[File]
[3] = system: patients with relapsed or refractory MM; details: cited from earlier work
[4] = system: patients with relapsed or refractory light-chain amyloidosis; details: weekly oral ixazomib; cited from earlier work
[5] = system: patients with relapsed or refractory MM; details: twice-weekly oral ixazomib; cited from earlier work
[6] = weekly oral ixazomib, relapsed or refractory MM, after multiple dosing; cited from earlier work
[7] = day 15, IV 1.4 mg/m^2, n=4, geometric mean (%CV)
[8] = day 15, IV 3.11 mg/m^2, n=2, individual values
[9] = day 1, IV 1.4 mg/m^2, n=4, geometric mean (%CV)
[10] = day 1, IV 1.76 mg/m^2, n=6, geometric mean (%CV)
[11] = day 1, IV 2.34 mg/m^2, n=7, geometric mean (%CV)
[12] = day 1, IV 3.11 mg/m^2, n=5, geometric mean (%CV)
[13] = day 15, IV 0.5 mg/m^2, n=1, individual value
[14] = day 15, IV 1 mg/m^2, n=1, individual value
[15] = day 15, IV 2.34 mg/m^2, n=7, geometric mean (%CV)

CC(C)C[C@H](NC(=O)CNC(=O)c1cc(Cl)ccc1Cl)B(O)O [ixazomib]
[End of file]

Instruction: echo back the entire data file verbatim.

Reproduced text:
[3] = system: patients with relapsed or refractory MM; details: cited from earlier work
[4] = system: patients with relapsed or refractory light-chain amyloidosis; details: weekly oral ixazomib; cited from earlier work
[5] = system: patients with relapsed or refractory MM; details: twice-weekly oral ixazomib; cited from earlier work
[6] = weekly oral ixazomib, relapsed or refractory MM, after multiple dosing; cited from earlier work
[7] = day 15, IV 1.4 mg/m^2, n=4, geometric mean (%CV)
[8] = day 15, IV 3.11 mg/m^2, n=2, individual values
[9] = day 1, IV 1.4 mg/m^2, n=4, geometric mean (%CV)
[10] = day 1, IV 1.76 mg/m^2, n=6, geometric mean (%CV)
[11] = day 1, IV 2.34 mg/m^2, n=7, geometric mean (%CV)
[12] = day 1, IV 3.11 mg/m^2, n=5, geometric mean (%CV)
[13] = day 15, IV 0.5 mg/m^2, n=1, individual value
[14] = day 15, IV 1 mg/m^2, n=1, individual value
[15] = day 15, IV 2.34 mg/m^2, n=7, geometric mean (%CV)

CC(C)C[C@H](NC(=O)CNC(=O)c1cc(Cl)ccc1Cl)B(O)O [ixazomib]